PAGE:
Cut and thrust: antecedent surgery and trauma among patients attending a pain clinic.

IK Crombie, Huw Talfryn Oakley Davies, WA Macrae

    Research output: Other contribution


    Surge Surgery and trauma are recognised as important causes of chronic pain, although their overall contribution has not been systematically studied. This paper reports on the contribution of surgery and trauma to chronic pain among 5130 patients attending 10 outpatient clinics located throughout North Britain. Surgery contributed to pain in 22.5% of patients, and was particularly associated with the development of pain in the abdomen and with anal, perineal and genital pain. Trauma was a cause of pain in 18.7% of patients, and was most common in pain in the upper limb, the spine and the lower limb. Patients with chronic pain associated with trauma are on average younger than those with chronic post-surgical pain. Further, and unusually for pain conditions, the trauma patients show an excess of males over females. These findings indicate that it can be unhelpful for pain classification systems to combine surgery and trauma in a single category. The results also point to areas for potentially fruitful research into the aetiology of chronic pain. In particular, studies are needed to identify the operative procedures associated with the development of pain so that preventive measures can he implemented. (C) 1998 International Association for the Study of Pain. Published by Elsevier Science B.V.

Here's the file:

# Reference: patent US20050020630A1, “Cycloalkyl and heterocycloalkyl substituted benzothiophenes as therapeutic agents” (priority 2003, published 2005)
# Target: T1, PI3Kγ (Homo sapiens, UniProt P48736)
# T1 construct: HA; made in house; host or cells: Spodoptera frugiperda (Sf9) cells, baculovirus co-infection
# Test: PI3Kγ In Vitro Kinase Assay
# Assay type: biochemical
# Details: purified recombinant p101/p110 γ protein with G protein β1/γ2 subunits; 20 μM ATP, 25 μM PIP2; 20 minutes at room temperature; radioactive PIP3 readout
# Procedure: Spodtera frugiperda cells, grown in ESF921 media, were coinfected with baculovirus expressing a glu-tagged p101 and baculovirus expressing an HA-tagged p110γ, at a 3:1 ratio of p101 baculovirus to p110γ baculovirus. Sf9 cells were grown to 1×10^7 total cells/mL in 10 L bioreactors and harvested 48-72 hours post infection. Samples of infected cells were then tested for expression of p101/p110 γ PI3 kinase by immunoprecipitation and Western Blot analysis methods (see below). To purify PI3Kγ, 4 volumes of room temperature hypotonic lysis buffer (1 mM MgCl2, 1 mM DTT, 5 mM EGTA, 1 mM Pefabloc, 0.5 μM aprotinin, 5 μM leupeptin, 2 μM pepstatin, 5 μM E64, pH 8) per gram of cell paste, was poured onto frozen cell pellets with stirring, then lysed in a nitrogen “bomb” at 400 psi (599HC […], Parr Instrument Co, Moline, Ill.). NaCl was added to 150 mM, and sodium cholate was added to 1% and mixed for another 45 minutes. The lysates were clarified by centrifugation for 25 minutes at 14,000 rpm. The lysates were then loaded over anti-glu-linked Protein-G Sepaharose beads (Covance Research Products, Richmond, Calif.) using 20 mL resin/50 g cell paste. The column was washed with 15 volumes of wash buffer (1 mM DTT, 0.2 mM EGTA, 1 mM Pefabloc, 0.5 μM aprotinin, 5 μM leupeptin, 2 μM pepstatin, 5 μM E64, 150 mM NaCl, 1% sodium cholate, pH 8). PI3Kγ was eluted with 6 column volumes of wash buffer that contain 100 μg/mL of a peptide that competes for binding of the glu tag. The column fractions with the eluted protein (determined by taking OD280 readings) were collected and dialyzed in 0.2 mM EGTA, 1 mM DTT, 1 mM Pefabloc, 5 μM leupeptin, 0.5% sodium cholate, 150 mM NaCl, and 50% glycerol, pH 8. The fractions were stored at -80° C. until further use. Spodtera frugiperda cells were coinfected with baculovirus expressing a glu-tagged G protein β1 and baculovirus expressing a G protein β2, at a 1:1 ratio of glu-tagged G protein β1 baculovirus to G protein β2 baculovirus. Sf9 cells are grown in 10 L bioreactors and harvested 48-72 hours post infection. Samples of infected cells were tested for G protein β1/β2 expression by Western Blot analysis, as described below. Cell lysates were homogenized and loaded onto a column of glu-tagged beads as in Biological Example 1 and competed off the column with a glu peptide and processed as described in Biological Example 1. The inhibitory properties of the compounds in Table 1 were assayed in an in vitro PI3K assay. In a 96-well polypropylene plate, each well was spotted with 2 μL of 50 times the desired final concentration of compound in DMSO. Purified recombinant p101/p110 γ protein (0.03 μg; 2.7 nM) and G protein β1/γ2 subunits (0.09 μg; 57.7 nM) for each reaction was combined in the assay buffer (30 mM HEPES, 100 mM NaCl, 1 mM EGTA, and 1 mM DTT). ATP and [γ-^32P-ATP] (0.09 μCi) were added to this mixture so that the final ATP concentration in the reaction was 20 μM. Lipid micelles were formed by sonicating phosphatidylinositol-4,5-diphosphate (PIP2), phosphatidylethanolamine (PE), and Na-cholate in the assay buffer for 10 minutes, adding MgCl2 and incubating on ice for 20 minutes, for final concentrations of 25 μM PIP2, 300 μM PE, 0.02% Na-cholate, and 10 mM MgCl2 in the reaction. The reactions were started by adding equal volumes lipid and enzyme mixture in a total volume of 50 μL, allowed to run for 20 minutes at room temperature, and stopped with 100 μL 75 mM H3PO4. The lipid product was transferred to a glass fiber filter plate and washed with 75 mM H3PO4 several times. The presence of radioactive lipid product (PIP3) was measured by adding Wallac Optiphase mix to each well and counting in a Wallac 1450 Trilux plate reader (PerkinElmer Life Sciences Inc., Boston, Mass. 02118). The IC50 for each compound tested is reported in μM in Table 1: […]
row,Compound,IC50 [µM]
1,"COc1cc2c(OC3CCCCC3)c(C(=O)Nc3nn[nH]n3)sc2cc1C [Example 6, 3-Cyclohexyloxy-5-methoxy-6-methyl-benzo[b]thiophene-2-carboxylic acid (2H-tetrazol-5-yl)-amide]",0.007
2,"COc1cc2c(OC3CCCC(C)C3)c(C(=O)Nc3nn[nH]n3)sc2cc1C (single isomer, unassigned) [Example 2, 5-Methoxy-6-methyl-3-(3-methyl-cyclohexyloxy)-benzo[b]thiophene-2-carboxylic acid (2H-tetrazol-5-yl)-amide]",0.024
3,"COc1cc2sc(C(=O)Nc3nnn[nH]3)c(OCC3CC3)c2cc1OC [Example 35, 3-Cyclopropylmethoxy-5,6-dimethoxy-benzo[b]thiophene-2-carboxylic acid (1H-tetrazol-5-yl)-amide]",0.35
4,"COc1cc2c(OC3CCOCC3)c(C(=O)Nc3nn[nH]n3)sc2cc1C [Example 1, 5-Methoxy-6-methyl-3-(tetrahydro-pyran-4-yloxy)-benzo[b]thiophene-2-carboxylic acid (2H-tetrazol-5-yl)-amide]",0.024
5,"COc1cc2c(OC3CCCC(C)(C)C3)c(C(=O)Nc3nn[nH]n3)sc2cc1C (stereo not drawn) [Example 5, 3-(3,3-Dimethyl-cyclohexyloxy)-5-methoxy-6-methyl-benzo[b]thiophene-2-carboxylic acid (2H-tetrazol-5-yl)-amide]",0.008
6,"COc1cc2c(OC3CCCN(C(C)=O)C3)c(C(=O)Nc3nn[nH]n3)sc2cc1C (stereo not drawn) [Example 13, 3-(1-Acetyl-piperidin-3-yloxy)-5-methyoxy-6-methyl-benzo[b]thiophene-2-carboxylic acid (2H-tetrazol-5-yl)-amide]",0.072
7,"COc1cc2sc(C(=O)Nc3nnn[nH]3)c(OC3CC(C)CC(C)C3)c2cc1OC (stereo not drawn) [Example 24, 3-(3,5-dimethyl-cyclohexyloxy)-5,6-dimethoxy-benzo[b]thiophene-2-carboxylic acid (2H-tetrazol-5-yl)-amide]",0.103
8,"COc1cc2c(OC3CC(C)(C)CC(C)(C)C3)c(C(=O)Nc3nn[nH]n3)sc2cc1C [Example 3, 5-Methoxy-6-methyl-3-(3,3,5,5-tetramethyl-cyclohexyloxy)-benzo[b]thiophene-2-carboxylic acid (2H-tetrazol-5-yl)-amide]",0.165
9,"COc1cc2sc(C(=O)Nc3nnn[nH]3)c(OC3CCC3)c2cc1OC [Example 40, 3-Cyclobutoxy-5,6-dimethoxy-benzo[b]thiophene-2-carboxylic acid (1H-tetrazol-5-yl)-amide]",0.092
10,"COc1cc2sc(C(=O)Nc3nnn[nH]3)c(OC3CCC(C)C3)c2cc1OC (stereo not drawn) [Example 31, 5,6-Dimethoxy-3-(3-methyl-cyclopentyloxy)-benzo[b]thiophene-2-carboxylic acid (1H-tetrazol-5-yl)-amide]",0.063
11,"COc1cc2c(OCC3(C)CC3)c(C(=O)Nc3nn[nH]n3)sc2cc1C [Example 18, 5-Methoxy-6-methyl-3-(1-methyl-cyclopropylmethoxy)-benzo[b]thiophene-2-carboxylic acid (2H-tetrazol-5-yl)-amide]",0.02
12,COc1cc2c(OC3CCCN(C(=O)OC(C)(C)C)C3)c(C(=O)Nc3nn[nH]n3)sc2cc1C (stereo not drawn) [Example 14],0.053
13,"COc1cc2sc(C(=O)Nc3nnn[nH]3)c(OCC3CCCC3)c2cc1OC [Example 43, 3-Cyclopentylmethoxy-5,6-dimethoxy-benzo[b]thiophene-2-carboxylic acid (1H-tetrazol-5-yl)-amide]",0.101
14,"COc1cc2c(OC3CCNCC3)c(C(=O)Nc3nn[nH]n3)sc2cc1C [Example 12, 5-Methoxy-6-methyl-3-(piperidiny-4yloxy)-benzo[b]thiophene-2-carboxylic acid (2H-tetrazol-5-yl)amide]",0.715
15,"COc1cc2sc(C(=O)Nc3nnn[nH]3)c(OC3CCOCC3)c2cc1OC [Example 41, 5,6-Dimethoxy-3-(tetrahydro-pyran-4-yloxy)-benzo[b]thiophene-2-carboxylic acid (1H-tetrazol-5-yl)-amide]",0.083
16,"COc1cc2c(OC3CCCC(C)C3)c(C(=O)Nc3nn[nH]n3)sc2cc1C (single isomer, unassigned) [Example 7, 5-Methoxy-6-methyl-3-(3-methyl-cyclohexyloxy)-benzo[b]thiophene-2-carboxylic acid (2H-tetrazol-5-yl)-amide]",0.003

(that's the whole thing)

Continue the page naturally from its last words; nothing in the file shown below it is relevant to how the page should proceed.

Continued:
Original languageEnglish
    Publication statusPublished - May 1998


    • antecedent surgery
    • trauma
    • chronic pain
    • pain classification
    • IMPACT
    • AUDIT


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